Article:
What is most difficult for you to write? Characters, conflict or emotions? Why? I'm the peacemaker of the family so intentionally creating conflict is almost impossible. I can only do conflict well if it's in the situation, not between the characters because I think any characters who can't settle their own conflicts aren't worth writing about.
Was your road to publication difficult or a walk in the park? Easy. I set a goal and met it originally, writing for magazines, and set another goal of self-publishing last year and met that too. Getting rich from my writing? That's another story!
Give us an elevator pitch for your book. Two people save the life of an immortal spirit.
Do you have a view in your writing space? I look out the window into the north woods, which can make writing difficult and daydreaming easy.
Are you a plotter or a pantser? Parts of both. I need a general guide, a chapter-by-chapter synopsis, but after that I need to give my characters the freedom to get where they are going in whatever way works best for them.
Tell us about your hero. Give us one of his strengths and one of his weaknesses. My heroes are all kind of alike in that they are normal, decent human beings. Because my stories are about normal, decent human beings who somehow got caught up in abnormal, scary situations. It's like a famous writer once said: 'Jack has his fanny in a bear trap and the story is getting out.' I like to see nice, normal people fall into extreme situations in which they must overcome overwhelming odds and not only survive, but thrive and fall in love in the process.
Tell us about your heroine. Give us one of her strengths and one of her weaknesses. Same thing. I like normal people in abnormal situations. Okay, I do prefer a bit of difference between the heroine and hero, usually their backgrounds, but that's so they'll have something to talk about more than to cause conflict or raise the tension. I figure the situation itself should be tense enough that they don't need any artificial conflicts to add to the problem.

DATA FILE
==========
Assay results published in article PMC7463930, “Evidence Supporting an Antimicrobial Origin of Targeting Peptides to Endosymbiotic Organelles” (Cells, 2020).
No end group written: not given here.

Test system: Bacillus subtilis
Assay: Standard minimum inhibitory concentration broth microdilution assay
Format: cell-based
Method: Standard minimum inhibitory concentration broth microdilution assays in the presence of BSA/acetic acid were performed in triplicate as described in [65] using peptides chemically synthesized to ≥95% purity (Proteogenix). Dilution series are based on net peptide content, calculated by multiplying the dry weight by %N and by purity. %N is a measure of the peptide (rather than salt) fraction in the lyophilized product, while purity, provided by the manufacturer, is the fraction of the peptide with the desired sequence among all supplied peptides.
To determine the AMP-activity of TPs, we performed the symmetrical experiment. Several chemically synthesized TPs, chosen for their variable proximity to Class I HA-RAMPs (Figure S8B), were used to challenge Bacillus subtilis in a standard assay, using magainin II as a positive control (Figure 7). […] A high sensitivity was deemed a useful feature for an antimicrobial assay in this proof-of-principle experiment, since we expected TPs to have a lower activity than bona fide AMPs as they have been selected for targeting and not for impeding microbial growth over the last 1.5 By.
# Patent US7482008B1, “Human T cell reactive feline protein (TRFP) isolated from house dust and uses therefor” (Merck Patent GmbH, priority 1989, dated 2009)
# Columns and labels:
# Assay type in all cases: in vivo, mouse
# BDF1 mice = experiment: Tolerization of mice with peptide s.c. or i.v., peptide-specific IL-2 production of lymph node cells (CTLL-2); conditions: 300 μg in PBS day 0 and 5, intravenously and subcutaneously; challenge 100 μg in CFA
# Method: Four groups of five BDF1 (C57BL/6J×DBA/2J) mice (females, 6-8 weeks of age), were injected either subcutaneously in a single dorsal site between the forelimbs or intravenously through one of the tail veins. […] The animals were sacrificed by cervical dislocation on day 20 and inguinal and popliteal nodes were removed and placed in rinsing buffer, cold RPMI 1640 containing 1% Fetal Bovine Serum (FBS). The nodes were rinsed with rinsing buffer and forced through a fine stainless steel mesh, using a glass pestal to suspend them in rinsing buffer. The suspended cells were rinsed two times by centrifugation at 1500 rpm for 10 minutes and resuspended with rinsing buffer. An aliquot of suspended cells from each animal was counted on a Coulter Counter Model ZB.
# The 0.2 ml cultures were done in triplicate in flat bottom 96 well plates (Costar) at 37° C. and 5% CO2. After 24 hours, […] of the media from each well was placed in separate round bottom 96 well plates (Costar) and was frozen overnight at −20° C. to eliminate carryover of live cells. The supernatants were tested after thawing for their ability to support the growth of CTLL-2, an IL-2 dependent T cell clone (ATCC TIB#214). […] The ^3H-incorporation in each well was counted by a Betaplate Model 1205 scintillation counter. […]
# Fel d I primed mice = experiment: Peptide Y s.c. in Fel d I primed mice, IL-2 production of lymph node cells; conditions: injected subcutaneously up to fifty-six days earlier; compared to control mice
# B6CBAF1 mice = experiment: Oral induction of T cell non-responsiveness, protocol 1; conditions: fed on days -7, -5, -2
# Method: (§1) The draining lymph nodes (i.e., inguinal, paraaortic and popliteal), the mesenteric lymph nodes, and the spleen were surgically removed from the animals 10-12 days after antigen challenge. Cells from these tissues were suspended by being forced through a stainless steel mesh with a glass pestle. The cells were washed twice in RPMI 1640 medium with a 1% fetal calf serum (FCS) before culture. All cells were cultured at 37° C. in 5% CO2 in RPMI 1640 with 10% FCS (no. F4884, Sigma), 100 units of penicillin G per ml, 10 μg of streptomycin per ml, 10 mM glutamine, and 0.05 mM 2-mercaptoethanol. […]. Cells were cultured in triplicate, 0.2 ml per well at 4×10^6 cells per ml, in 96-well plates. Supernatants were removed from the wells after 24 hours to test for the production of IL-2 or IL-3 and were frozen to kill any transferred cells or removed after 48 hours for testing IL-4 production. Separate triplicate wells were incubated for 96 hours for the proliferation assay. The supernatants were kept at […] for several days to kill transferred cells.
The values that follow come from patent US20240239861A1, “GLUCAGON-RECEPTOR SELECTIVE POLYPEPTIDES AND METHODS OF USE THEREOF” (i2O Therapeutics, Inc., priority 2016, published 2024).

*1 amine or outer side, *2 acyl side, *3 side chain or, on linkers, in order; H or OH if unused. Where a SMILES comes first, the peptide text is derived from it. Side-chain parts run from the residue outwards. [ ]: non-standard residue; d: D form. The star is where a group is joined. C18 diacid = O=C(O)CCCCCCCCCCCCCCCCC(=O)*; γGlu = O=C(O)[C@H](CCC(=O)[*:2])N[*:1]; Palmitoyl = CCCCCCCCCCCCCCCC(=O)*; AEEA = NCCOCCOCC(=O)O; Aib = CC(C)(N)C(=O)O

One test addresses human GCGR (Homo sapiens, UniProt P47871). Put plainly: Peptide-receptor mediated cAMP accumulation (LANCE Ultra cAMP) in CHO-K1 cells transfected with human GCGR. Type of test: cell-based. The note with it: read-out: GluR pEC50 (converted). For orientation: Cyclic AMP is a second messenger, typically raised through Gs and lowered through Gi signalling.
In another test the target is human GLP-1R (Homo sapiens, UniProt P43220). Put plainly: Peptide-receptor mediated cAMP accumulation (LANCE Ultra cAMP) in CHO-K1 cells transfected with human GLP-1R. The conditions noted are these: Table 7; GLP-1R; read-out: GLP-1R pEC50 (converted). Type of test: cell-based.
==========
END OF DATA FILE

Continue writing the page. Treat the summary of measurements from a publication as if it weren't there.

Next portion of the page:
What genres are you drawn to as a reader? I love hard science-fiction, the kind that relies on proven laws of physics and then adds the human element and a romance. And I love thrillers if they depend on known technology used in innovative ways instead of just being an endless series of chase scenes.
Do you prefer to read in the same genres you write in or do you avoid reading that genre? I can't do thrillers because I find building tension to be difficult. I can do psychological fear but not the physical kind. So I stick to what I can do, not what I like to read.
How far do you plan ahead? I have a computer file that I fill with ideas. When I have time, I expand on those ideas until I have a chapter-by-chapter synopsis. Then I know I'm ready to begin writing.
Do you have any words of inspiration for aspiring authors? Becoming a successful writer has as much to do with how you work at your craft as how much ability you were born with. I've met dozens and dozens of gifted writers whose careers went nowhere because they wanted to do their own thing in their own way instead of approaching writing as a profession and a business that provides readers with stories they want to read so much that they are willing to give some of their time and money to do so. 
Did you always know you wanted to be a writer? I always knew that eventually I'd be a writer. I wasn't in any hurry, I figured it would happen when I got around to it. Like I said, I'm a slow workaholic, never in any hurry but eventually I get there. Usually.
Do you or have you belonged to a writing organization? I was one of the founding members of a local writers' organization, the Jackpine Writers Bloc. We publish a literary book every year that's now quite well known. In fact, one of our members who joined in high school and was published in our literary journal, came back during a college break to say that one of her English teachers was envious because she'd been published in the Talking Stick, something he'd been trying for years to do.
Why have you become a published author? Because everyone has to do something with their life that's just for them and no one else and that's what I chose to do with mine.
Do you have any rejection stories to share? Not exactly a rejection but a story: When I first started out, my daughters were my most honest and most brutal critics. Later someone asked me to read a story she'd written and tell her what I thought. It was pretty bad, a fact that I mentioned to one of my daughters. Her response was, "So what? You've written a lot of really bad stuff and it got published." That popped any ego I might have had and I'll never forget her words.
Where can readers find you? My blog is
Where can readers find your books? Amazon and Smashwords and my blog has links to buy my books. But if you don't want to go there, links are:
The Eye of the Universe:
When Dreams Come True:
Wanted Sharpshooter:
Spirit Legend:

It's been great getting to know you, Florence. thanks for being my guest today.


  1. Your books look great and your writing advice is fantastic!

  2. What pretty covers. I love that you are always busy but slow and steady. That would be a great way to describe me! I wish you all the best!